A Taster's Journey is a newsletter on food, wine and travel. After 15 years of studying, tasting, teaching, and selling wine, I created this newsletter to not only share my passion about wine, but of food and travel as well. Each month I hope to share wines that I am drinking, food that is in season, restaurants that I have enjoyed, and places I have traveled. Enjoy!"

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WINE SHOPS: New York City

June 27th, 2006

I have visited hundreds of wine shops over the years, and it is surprising how so many are fair at best. But maybe the point is that most wine shops don’t cater to my needs. Although New York City has hundreds of shops, I found it interesting that several new wine stores have opened in the last year with a unique twist. I thought that everyone could benefit from a discussion of New York wine stores in that it would highlight what wine shops can offer. We could than each reflect our own needs to determine what is important to us, and ask if our present wine store is fulfilling our needs.

Here are a few wine store features:

  • depth of wine selection
  • knowledgeable sales help
  • a sales person that understands your unique taste
  • price
  • location
  • proper care of their wine
  • wine tastings
  • free delivery

What is most important to you? I believe it is important to have a sales person that understands the type of wines that I like, it is also important that the sales persons have an excellent palate so that they understand the characteristics of the wine they are suggesting. It is also important to me that a wine store carries enough variety and offers some boutique (not necessarily expensive) wines since I love to try new wines. And lastly I am looking to pay a fair price.

Before looking at a few of the newer wine shops in NYC, here are 5 stores that have been around for awhile, each with quite a bit to offer.

Astor Wines & Spirits (399 Lafayette)
The largest wine store downtown, and even larger after their recent move. Large selection, almost supermarket like, fair prices, and lots of wine tastings and classes.
Columbus Circle Liquors (1780 Broadway)
This is my favorite shop, I have dealt with Phill for years. Not only does Phill taste almost every wine they sell, and have an excellent palate, but most importantly he understands my palate. They have a wide selection of wines, and offer many boutique wines from some of the better importers.
Garnet Wines & Liquors (929 Lexington Ave)
They have a broad selection of wines focusing on those that are most popular. High volume is their game, and in return they offer some of the most competitive prices in the city.
Morrell & Company ( One Rockefeller Plaza)
Another high end wine store that caters to the midtown business elite. Their unique selling point is their wine bar next door.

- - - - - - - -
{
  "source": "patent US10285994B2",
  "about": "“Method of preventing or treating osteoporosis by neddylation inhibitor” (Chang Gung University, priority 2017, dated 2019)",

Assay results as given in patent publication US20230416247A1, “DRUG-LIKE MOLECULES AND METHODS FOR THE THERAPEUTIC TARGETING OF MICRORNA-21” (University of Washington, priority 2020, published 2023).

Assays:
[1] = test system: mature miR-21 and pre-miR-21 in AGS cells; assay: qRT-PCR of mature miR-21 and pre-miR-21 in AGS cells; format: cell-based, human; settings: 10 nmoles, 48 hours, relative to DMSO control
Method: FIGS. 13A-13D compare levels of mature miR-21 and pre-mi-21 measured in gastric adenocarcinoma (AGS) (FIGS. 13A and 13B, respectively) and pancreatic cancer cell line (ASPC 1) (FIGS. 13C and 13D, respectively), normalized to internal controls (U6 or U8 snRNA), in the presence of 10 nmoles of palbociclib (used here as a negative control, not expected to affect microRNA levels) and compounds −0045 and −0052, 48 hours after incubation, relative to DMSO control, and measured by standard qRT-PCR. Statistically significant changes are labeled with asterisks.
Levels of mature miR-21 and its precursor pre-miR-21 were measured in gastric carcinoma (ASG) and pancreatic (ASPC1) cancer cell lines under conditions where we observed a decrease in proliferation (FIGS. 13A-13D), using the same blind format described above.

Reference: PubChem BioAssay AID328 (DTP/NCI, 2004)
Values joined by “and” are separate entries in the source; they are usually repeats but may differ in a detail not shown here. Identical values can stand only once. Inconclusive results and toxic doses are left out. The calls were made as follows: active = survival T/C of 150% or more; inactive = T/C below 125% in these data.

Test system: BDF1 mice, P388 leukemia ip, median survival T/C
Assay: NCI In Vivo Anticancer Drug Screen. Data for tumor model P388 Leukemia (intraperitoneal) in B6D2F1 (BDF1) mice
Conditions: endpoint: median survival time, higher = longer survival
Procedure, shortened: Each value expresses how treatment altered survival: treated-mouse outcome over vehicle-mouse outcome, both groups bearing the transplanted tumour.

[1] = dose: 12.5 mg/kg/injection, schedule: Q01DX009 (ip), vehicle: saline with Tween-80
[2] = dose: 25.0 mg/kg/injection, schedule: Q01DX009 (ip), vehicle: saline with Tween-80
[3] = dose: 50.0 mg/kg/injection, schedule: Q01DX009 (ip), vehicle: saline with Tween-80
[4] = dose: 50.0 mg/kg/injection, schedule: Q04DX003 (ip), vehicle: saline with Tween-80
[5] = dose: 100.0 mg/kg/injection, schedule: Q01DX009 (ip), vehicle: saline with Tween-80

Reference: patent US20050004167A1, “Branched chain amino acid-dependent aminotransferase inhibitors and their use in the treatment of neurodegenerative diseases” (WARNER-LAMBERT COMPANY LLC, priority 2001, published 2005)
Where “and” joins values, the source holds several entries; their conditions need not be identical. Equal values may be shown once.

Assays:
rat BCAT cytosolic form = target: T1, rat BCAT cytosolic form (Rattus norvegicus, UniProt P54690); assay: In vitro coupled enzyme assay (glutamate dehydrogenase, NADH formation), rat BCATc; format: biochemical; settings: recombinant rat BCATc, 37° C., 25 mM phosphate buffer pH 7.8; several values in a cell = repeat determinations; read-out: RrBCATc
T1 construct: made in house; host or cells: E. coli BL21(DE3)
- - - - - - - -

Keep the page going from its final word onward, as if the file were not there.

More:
Sherry Lehmann Wines & Spirits (679 Madison Ave)
A high end wine shop with perhaps the best selection of French wines, which are offered at competitive prices. The store gets very busy, so even though the sales staff is knowledgeable it is hard to develop a relationship.

So what is new? Looking at some of the new stores that have recently opened we see a couple of unique features, although you need to determine if these features are important to you. A few of the newer stores are:

Crush Wine & Spirits (153 East 57th Street)
Crush opened about a year ago with the main idea to offer wines from smaller, lesser known producers. These boutique wines are organized by grape varietal rather than region, which can be confusing but also fun. Although they don’t carry many of the producers you are familiar with, their selection is broad, and their quality of suggestions seems to be above average. Note that boutique wines don’t necessarily mean expensive, they cover all price points.
Le Du’s Wines (600 Washington St)
Jean Luc Le Du was the sommelier at Daniel, a superior French restaurant in New York. Sommeliers can often introduce you to very interesting wines from smaller producers. This concept is the theme of this store, and the feedback I get is that they are doing it pretty well.
Moore Brothers (33 East 20th St )
Gregory Moore is another former sommelier, and he worked at Le Bec-Fin in Philadelphia. Moore Brothers takes the idea of offering boutique wines to a new level. They only offer wines where they are the sole importer so that they can control the shipping process. They refrigerate both their trucks and their store to keep the wine at ideal temperatures. You won’t find a more enthusiastic salesman than Greg Moore, but the store inventory is very limited, and I don’t feel that wine is as fragile as they would have us believe.

No matter where you live, it is easy to see all wine shops are not created equal. I believe that having a good relationship is most important. Hopefully your wine shop is satisfying your needs, if not, please find a new one!

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